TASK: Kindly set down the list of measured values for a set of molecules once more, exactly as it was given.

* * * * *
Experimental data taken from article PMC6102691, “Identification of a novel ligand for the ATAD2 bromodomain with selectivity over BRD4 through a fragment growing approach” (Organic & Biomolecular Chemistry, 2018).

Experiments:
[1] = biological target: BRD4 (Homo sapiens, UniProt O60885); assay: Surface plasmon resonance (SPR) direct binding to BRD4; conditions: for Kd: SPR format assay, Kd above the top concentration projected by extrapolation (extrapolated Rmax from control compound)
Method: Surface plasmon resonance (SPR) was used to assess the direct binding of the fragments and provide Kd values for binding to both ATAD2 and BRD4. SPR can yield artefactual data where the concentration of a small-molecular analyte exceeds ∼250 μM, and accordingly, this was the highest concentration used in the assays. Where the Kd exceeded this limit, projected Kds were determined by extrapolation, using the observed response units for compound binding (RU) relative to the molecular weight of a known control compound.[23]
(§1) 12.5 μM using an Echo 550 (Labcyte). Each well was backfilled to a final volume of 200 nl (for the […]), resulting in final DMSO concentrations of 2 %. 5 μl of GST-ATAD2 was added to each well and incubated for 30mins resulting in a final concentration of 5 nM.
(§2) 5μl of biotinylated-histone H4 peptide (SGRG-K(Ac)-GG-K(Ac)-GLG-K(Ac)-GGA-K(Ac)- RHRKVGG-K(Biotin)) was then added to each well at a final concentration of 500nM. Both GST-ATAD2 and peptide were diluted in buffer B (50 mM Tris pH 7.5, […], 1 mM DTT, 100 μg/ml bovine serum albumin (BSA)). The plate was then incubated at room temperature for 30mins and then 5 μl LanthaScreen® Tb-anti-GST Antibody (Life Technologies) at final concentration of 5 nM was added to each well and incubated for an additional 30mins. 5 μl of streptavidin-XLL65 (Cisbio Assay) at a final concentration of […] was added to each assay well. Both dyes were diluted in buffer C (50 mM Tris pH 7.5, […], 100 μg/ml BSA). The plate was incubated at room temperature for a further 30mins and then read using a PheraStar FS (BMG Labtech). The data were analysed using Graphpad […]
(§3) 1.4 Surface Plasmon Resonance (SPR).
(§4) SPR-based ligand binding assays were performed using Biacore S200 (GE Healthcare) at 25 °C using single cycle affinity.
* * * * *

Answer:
Experimental data taken from article PMC6102691, “Identification of a novel ligand for the ATAD2 bromodomain with selectivity over BRD4 through a fragment growing approach” (Organic & Biomolecular Chemistry, 2018).

Experiments:
[1] = biological target: BRD4 (Homo sapiens, UniProt O60885); assay: Surface plasmon resonance (SPR) direct binding to BRD4; conditions: for Kd: SPR format assay, Kd above the top concentration projected by extrapolation (extrapolated Rmax from control compound)
Method: Surface plasmon resonance (SPR) was used to assess the direct binding of the fragments and provide Kd values for binding to both ATAD2 and BRD4. SPR can yield artefactual data where the concentration of a small-molecular analyte exceeds ∼250 μM, and accordingly, this was the highest concentration used in the assays. Where the Kd exceeded this limit, projected Kds were determined by extrapolation, using the observed response units for compound binding (RU) relative to the molecular weight of a known control compound.[23]
(§1) 12.5 μM using an Echo 550 (Labcyte). Each well was backfilled to a final volume of 200 nl (for the […]), resulting in final DMSO concentrations of 2 %. 5 μl of GST-ATAD2 was added to each well and incubated for 30mins resulting in a final concentration of 5 nM.
(§2) 5μl of biotinylated-histone H4 peptide (SGRG-K(Ac)-GG-K(Ac)-GLG-K(Ac)-GGA-K(Ac)- RHRKVGG-K(Biotin)) was then added to each well at a final concentration of 500nM. Both GST-ATAD2 and peptide were diluted in buffer B (50 mM Tris pH 7.5, […], 1 mM DTT, 100 μg/ml bovine serum albumin (BSA)). The plate was then incubated at room temperature for 30mins and then 5 μl LanthaScreen® Tb-anti-GST Antibody (Life Technologies) at final concentration of 5 nM was added to each well and incubated for an additional 30mins. 5 μl of streptavidin-XLL65 (Cisbio Assay) at a final concentration of […] was added to each assay well. Both dyes were diluted in buffer C (50 mM Tris pH 7.5, […], 100 μg/ml BSA). The plate was incubated at room temperature for a further 30mins and then read using a PheraStar FS (BMG Labtech). The data were analysed using Graphpad […]
(§3) 1.4 Surface Plasmon Resonance (SPR).
(§4) SPR-based ligand binding assays were performed using Biacore S200 (GE Healthcare) at 25 °C using single cycle affinity.